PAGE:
Egypt's revolution, one year on

Women at a rally honouring demonstrators killed in clashes with security forces in Tahrir Square, Cairo (23 January 2012) The revolutionaries are in constant danger of being marginalised

It was all so simple a year ago, when the people rose up and the dictator fell. Egyptians were euphoric. The world and the world's media were enthralled.

Now the situation is cloudy and confusing, and the world is less sure what to think.

But it could hardly have been otherwise. Revolutions are by their nature unpredictable. The transition was bound to be fraught.

Tunisia, by comparison, was lucky to avoid some of Egypt's missteps.

A fateful triangle

The struggle for power in Egypt is a three-cornered contest between the revolutionaries, the Islamists and the army.

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Talk of a conspiracy between the army and the Islamists is wide of the mark. They are wary of one another, even if events have sometimes forced them into tactical accommodation”

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None of the three is united or homogeneous. All are being transformed, in uncomfortable ways, by the situation in which they find themselves.

The revolutionaries - the young activists who turned Tahrir Square into a carnival of freedom - are in constant danger of being marginalised.

Essentially anarchic and leaderless, they have been unable (and sometimes unwilling) to turn themselves into election-fighting machines.

Their strength is moral - they remain the conscience of the revolution. But in other respects they are significantly weaker than the other two players.

Brotherhood ascendant

Over the past year, the country's long-established Islamist movement, the Muslim Brotherhood, has shown time and again its unparalleled popular support.

Now parliamentary elections have assured it a leading role in the transition to civilian rule.

Mohammed Saad al-Katatni of the Muslim Brotherhood's Freedom and Justice Party sits in the speaker's chair in the People's Assembly (23 January 2012) The Muslim Brotherhood won nearly half of the seats in the new parliament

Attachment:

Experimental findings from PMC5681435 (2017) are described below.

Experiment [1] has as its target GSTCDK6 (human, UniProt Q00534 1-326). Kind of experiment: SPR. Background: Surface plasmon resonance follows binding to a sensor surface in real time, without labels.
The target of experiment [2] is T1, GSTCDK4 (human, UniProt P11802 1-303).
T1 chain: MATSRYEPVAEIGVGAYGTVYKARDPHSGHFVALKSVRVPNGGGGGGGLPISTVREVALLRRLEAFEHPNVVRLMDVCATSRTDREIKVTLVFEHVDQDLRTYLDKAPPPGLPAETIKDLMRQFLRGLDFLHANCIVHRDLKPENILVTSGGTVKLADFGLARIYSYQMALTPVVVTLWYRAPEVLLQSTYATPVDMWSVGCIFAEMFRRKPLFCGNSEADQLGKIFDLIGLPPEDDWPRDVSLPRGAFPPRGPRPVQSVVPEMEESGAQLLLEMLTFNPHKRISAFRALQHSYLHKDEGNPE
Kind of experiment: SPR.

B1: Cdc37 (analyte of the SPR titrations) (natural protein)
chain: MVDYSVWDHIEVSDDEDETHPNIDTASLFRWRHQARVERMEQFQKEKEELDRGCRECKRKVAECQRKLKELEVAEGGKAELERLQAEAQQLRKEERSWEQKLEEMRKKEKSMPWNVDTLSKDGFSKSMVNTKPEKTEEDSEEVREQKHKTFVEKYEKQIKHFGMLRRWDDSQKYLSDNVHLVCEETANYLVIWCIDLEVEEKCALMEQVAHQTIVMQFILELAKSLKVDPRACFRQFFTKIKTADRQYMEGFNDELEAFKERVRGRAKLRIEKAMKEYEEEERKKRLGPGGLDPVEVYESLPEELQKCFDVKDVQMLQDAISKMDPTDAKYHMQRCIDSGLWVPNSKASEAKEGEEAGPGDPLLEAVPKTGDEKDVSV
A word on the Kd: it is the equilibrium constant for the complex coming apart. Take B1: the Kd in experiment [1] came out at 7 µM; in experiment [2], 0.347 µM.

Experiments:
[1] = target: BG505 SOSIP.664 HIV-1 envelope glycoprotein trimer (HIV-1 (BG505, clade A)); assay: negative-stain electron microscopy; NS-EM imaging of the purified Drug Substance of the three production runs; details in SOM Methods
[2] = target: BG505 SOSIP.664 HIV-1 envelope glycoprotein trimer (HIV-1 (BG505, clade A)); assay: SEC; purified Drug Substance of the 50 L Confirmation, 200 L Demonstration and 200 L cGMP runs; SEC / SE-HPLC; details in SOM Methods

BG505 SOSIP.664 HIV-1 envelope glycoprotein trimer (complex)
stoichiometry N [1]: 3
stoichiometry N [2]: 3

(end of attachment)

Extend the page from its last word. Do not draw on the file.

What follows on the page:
Long suppressed, the Islamists have emerged into the light of day. But if this is a moment of triumph, it is also a time of challenge.

Islamist leaders have accepted the need for consensus because they have no choice. They know they must reassure a wide range of people - secularists, Christians, women - who deeply distrust them.

And they are also constrained, most obviously, by the power of the army.

Generals' discomfort

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A key element of the bargain will be the new constitution”

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Talk of a conspiracy between the army and the Islamists is wide of the mark.

The two are wary of one another, even if events have sometimes forced them into tactical accommodation.

As for the generals, they have been thrust unwillingly onto the political stage.

Contrary to what many suppose, they are anxious to leave the limelight - once their most important interests are safeguarded.

Above all, they want to ensure that no future civilian government starts scrutinising their budget or questioning their perks and privileges.

That is a price civilian politicians will probably accept, at least for now.

Egyptian armed forces chief Gen Sami Anan and Field Marshal Mohammed Hussein Tantawi, head of the Supreme Council of the Armed Forces (SCAF) Egypt's generals have promised to step aside after presidential elections due in June
Search for consensus

So a process of bargaining is under way to make sure the military relinquish power by June, as they have pledged.

A key element of the bargain will be a new constitution, whose drafting the new parliament must set in motion.

But this is no dry academic exercise.

The constitution will determine whether Egypt has a presidential or a prime ministerial system, how far it is governed by secular or Islamic law, and provide a framework for civil-military relations.

Consensus is not impossible. But it will be a bumpy road.

Roger Hardy is the author of The Muslim Revolt: A Journey through Political Islam, and is currently a Visiting Fellow at the London School of Economics.

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